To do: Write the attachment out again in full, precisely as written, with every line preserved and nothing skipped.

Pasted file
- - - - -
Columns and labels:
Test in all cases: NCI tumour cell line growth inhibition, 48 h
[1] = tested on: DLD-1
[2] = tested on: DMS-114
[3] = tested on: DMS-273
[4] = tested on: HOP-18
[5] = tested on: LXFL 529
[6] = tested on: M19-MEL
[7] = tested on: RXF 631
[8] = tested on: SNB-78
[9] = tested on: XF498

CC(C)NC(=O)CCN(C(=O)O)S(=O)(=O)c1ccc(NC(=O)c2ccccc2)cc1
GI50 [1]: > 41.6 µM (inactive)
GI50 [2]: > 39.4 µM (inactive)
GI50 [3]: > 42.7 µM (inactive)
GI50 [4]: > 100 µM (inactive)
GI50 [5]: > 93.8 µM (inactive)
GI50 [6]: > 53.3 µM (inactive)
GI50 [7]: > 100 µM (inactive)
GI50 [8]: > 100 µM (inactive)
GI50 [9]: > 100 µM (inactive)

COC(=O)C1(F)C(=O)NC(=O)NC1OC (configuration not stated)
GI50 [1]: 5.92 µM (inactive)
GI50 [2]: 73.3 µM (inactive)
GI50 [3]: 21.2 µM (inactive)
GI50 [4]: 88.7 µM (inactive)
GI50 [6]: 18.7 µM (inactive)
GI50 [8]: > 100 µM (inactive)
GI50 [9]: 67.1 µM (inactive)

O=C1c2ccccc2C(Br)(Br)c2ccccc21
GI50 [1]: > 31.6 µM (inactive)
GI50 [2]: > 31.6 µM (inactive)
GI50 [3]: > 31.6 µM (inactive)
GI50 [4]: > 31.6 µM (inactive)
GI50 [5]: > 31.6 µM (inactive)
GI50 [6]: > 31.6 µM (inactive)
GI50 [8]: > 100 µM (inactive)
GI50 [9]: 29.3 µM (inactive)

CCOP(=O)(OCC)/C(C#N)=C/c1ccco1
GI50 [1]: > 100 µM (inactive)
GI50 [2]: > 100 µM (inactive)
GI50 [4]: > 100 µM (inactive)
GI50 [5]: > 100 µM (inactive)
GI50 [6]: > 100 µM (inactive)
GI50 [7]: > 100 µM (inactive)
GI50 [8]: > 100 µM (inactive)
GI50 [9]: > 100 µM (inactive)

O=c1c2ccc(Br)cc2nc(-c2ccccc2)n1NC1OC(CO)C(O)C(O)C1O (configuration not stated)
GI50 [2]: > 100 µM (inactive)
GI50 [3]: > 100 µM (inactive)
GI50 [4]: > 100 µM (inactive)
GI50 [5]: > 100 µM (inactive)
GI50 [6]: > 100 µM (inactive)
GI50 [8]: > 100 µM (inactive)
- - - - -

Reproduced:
Columns and labels:
Test in all cases: NCI tumour cell line growth inhibition, 48 h
[1] = tested on: DLD-1
[2] = tested on: DMS-114
[3] = tested on: DMS-273
[4] = tested on: HOP-18
[5] = tested on: LXFL 529
[6] = tested on: M19-MEL
[7] = tested on: RXF 631
[8] = tested on: SNB-78
[9] = tested on: XF498

CC(C)NC(=O)CCN(C(=O)O)S(=O)(=O)c1ccc(NC(=O)c2ccccc2)cc1
GI50 [1]: > 41.6 µM (inactive)
GI50 [2]: > 39.4 µM (inactive)
GI50 [3]: > 42.7 µM (inactive)
GI50 [4]: > 100 µM (inactive)
GI50 [5]: > 93.8 µM (inactive)
GI50 [6]: > 53.3 µM (inactive)
GI50 [7]: > 100 µM (inactive)
GI50 [8]: > 100 µM (inactive)
GI50 [9]: > 100 µM (inactive)

COC(=O)C1(F)C(=O)NC(=O)NC1OC (configuration not stated)
GI50 [1]: 5.92 µM (inactive)
GI50 [2]: 73.3 µM (inactive)
GI50 [3]: 21.2 µM (inactive)
GI50 [4]: 88.7 µM (inactive)
GI50 [6]: 18.7 µM (inactive)
GI50 [8]: > 100 µM (inactive)
GI50 [9]: 67.1 µM (inactive)

O=C1c2ccccc2C(Br)(Br)c2ccccc21
GI50 [1]: > 31.6 µM (inactive)
GI50 [2]: > 31.6 µM (inactive)
GI50 [3]: > 31.6 µM (inactive)
GI50 [4]: > 31.6 µM (inactive)
GI50 [5]: > 31.6 µM (inactive)
GI50 [6]: > 31.6 µM (inactive)
GI50 [8]: > 100 µM (inactive)
GI50 [9]: 29.3 µM (inactive)

CCOP(=O)(OCC)/C(C#N)=C/c1ccco1
GI50 [1]: > 100 µM (inactive)
GI50 [2]: > 100 µM (inactive)
GI50 [4]: > 100 µM (inactive)
GI50 [5]: > 100 µM (inactive)
GI50 [6]: > 100 µM (inactive)
GI50 [7]: > 100 µM (inactive)
GI50 [8]: > 100 µM (inactive)
GI50 [9]: > 100 µM (inactive)

O=c1c2ccc(Br)cc2nc(-c2ccccc2)n1NC1OC(CO)C(O)C(O)C1O (configuration not stated)
GI50 [2]: > 100 µM (inactive)
GI50 [3]: > 100 µM (inactive)
GI50 [4]: > 100 µM (inactive)
GI50 [5]: > 100 µM (inactive)
GI50 [6]: > 100 µM (inactive)
GI50 [8]: > 100 µM (inactive)